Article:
A (Sort-Of) Defence of Fantastic Four

Whether it’s the fault of Josh Trank’s combative style or Fox taking over the creative control of the picture, it is clear that Fantastic Four has bombed. Roughly grossing the same as The Green Hornet in its opening domestic weekend, Fantastic Four has done shocking box office business. This is somewhat down to the film’s Rotten Tomatoes score. Fantastic Four currently sits at 9% on the Tomato-meter, lower than Terminator Genisys at 26% and, shockingly, attaining just half the score of Adam Sandler and Kevin James’ Pixels. The 9% is remarkably low and, whilst it is no fault of the system, gives a false view of just how bad Fantastic Four is. The 4.0 rating it has received on IMDb is a more accurate evaluation of the picture, as the film is by no means a success, but I disagree that it is wholly without positives. Fantastic Four is not too much worse than the flawed Ant-Man, though the two films are separated by 70% on the Tomatometer.

This isn’t so much of a defence of Fantastic Four, because some of its elements are truly beyond defence. However, not all of them are and I still struggle to agree that Fantastic Four is so greatly inadequate to Ant-Man and the shockingly misjudged Amazing Spiderman 2.


Allow me to explain further:

First off, it’s never easy to fit an origin story into a film as well as a legitimate villain. Amazing Spider-Man struggled and Ant-Man hardly flourished in trying. Both films required a full two hours to manage to do so, with less than explosive results. The Spider-Man story had already been told, whilst I found the length and pace of Ant-Man’s development somewhat tedious. Disagreeing with many critics, I did not find the origin story of the (less than) awesome foursome as tedious. It is certainly a slow story, and whilst Rotten Tomatoes has called it “Dull and downbeat”, I would rather it be seen as a more serious effort, that is admittedly lacking both character and action.

Josh Trank’s attempt to bring some legitimacy to the franchise is admirable and works in part, but backfires. Whilst removing the ‘cheesier’ elements of the franchise, such as giving serious undertones to the franchise’s most famous catchphrases, Fantastic Four goes too far. The film is lacking some of the humour and character that made the comics so successful, but this is not to say I did not enjoy the film. There were moments that I chuckled and moments that made me sit up and take notice, but these were admittedly infrequent and probably due to the innate charisma of the four heroes. Teller is a better character than the bumbling Gruffudd, Jordan isn’t as cringey as Evan’s adolescent Human Torch, whilst Bell (pre-Thing) and Mara feel much less gimmicky than their noughties counterparts. The success of these four obviously talented individuals does not create a successful ‘team’ but surely keeps the film from ever becoming truly boring.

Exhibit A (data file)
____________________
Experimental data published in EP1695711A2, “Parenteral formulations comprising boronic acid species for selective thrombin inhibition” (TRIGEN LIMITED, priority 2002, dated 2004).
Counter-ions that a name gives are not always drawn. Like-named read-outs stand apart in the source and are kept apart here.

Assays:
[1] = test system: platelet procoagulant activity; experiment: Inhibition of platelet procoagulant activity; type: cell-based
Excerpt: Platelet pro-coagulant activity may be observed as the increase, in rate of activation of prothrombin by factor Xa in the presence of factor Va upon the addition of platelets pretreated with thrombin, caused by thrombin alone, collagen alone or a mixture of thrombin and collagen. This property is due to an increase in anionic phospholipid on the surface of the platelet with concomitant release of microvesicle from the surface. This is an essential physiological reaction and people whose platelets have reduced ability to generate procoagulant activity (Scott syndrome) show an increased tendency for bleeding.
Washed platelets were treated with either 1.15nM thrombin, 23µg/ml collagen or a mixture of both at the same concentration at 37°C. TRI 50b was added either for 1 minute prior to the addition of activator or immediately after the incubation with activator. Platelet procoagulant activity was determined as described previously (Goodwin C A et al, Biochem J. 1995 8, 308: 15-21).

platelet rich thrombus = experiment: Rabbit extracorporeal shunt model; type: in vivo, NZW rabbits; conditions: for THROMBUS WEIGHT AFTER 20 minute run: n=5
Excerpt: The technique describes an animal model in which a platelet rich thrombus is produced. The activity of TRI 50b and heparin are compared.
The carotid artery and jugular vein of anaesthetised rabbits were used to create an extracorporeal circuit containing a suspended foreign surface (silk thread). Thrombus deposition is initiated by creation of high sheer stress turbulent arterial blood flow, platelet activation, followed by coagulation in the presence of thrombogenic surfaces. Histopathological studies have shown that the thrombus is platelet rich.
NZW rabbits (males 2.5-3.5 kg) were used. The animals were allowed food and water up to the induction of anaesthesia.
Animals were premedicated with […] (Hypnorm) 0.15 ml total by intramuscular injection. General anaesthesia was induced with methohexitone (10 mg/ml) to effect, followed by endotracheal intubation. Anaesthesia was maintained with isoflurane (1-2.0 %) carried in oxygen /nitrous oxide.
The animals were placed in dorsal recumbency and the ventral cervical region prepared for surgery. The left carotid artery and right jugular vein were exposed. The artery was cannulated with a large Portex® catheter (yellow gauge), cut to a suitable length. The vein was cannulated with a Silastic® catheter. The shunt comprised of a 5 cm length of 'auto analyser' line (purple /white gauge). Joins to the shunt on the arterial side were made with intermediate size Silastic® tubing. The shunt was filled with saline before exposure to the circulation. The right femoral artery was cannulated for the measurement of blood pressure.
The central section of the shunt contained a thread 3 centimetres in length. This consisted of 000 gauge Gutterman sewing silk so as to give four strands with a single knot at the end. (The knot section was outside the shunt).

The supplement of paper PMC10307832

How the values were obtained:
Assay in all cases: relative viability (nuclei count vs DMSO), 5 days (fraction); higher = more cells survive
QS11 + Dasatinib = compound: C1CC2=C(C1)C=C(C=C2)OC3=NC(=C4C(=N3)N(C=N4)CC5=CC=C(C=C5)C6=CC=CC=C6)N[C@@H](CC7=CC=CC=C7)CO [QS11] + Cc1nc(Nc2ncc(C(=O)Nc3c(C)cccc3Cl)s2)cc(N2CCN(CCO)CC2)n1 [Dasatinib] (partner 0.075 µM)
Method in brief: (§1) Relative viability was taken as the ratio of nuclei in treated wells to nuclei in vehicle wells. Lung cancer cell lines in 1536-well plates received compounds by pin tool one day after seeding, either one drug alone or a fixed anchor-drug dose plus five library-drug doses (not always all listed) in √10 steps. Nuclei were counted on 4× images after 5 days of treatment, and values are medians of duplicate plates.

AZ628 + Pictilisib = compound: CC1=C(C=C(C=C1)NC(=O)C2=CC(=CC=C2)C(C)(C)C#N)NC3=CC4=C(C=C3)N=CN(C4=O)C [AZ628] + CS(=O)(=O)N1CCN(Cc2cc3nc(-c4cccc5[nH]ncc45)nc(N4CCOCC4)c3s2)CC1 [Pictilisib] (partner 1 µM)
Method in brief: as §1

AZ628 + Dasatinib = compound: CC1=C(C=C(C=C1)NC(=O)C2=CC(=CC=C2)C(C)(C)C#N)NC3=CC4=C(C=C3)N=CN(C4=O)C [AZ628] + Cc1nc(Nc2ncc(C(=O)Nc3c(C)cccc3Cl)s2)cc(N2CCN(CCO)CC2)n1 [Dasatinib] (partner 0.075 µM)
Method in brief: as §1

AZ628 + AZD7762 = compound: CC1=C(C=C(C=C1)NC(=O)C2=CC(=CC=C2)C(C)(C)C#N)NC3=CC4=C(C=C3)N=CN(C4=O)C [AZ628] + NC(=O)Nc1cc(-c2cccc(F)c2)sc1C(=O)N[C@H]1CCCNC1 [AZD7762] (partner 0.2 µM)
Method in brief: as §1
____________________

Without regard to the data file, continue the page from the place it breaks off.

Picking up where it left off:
Also, Marvel films require some fighting. It’s part of the DNA. Without it people get a bit annoyed. Fantastic Four does not fit the mould of a Marvel film, and expectation has weighed heavily on it. Ant-Man utilised its MCU connections and heist heritage to spice up the story, whilst Fantastic Four doesn’t force action sequences into its story. There are flickers of action, but there isn’t enough for the intended audience. Josh Trank could pull a similar trick in the indie Chronicle, but with a hugely expanded budget and grossly-expanded audience, it can’t work again. I personally didn’t mind, and was never bored; a ‘slow story that lacks action’ is a much closer analysis than simply “dull and downbeat”.


Furthermore, this lack of action comes as a result of another illness of Marvel films. Like Ant-Man and to a lesser extent Age of Ultron, Fantastic Four’s villain is half-baked, with threats too huge to be taken seriously. Fantastic Four’s Doctor Doom is a shambles, with the film almost embarrassed to show him to us. His creation is frustrating and his power is indeterminable. He is also defeated in roughly 7 seconds. Yet, this unimpressive and unremarkable climax is unsurprising, as the same thing can be said about the ‘Certified Fresh’ Ant-Man. Ant-Man seemed almost as embarrassed by Darren Cross, who had no tension with the hero, and patched over this lack of tension with set-pieces and perspective puns. In hindsight, maybe Fantastic Four should have done something similar.

Certainly, Fantastic Four is troubled. It feels patched together from very promising elements into a slow, lacking picture. The story may bounce and jump around, but I cannot agree that nothing worthwhile comes out of it. The film hints at the promise and the “fantastic” version Trank tweeted of, and whilst these hints never develop into a successful reboot, I can say that I enjoyed their attempts to do so.

Make your mind up on this reboot, and whilst you shouldn’t expect too much, don’t write it off simply on a Tomatometer score.

Fantastic Four isn’t quite as rotten as the critic-al ‘greengrocers’ have sold you.

Header courtesy of forbes. Images courtesy of movieinsider and boomstickcomics.


3 thoughts on “A (Sort-Of) Defence of Fantastic Four

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